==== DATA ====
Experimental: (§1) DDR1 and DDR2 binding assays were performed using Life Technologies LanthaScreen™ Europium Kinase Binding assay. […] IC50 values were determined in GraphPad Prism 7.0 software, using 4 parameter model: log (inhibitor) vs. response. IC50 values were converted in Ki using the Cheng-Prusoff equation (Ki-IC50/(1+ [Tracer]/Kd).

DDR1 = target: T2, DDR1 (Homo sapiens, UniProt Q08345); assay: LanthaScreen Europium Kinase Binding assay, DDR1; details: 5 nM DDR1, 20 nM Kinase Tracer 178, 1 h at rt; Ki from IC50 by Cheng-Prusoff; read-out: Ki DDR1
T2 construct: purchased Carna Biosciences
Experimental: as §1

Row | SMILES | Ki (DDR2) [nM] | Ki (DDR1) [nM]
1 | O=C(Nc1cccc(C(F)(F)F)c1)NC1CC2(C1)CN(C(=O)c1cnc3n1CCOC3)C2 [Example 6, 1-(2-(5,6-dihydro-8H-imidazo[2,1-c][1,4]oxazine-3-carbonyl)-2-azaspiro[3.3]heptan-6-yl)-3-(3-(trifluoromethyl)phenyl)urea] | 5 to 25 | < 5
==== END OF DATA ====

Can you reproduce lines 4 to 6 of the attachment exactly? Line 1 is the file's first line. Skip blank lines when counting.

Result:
Experimental: as §1

Row | SMILES | Ki (DDR2) [nM] | Ki (DDR1) [nM]
1 | O=C(Nc1cccc(C(F)(F)F)c1)NC1CC2(C1)CN(C(=O)c1cnc3n1CCOC3)C2 [Example 6, 1-(2-(5,6-dihydro-8H-imidazo[2,1-c][1,4]oxazine-3-carbonyl)-2-azaspiro[3.3]heptan-6-yl)-3-(3-(trifluoromethyl)phenyl)urea] | 5 to 25 | < 5